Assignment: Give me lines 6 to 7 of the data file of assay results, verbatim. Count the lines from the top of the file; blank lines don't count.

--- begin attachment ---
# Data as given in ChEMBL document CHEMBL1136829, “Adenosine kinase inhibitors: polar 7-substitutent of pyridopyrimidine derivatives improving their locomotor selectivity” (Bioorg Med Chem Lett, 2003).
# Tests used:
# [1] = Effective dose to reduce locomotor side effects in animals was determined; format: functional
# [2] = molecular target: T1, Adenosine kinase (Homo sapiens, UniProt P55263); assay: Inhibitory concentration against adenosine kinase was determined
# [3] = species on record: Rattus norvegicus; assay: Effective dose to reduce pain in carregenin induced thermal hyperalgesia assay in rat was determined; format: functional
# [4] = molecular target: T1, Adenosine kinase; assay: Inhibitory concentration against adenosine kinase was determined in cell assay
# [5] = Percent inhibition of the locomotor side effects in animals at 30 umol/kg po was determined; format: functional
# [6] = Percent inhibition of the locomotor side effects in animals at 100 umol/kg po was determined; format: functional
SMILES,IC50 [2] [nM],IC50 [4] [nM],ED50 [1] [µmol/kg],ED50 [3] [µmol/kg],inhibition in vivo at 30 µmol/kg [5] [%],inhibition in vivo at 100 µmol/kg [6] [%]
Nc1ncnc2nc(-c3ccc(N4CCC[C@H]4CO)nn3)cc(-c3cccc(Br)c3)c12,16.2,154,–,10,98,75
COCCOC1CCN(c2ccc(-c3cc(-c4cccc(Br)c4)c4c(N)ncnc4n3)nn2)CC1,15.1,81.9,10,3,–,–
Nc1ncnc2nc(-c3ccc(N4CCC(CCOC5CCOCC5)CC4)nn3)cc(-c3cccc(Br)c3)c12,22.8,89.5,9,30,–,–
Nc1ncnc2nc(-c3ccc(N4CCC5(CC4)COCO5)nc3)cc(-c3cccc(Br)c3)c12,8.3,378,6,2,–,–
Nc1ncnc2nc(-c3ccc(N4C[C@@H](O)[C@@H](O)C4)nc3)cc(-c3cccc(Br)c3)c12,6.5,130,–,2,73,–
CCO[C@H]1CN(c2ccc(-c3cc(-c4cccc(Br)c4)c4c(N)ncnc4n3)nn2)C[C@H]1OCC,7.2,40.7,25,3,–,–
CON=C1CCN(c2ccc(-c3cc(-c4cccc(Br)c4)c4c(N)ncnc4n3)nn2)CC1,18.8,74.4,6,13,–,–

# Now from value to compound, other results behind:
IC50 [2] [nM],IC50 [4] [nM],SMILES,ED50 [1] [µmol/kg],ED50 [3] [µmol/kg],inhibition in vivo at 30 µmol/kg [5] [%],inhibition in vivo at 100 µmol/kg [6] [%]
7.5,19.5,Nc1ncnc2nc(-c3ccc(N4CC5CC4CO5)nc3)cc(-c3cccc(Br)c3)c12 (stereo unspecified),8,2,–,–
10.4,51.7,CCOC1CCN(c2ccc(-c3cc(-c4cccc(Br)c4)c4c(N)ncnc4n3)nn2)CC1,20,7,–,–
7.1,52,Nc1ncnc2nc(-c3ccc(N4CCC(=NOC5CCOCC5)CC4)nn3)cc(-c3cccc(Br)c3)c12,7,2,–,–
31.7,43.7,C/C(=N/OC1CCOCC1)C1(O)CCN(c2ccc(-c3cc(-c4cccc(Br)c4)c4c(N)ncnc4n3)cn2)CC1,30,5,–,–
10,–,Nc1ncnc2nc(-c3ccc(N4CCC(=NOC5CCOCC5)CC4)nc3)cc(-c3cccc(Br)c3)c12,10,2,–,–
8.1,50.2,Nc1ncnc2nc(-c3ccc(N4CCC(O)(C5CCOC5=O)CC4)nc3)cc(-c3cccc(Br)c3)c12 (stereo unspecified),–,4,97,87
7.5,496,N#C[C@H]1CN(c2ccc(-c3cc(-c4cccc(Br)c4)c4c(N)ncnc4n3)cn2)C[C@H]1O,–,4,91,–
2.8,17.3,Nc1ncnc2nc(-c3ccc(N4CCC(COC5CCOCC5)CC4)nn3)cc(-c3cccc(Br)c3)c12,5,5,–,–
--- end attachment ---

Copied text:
# [4] = molecular target: T1, Adenosine kinase; assay: Inhibitory concentration against adenosine kinase was determined in cell assay
# [5] = Percent inhibition of the locomotor side effects in animals at 30 umol/kg po was determined; format: functional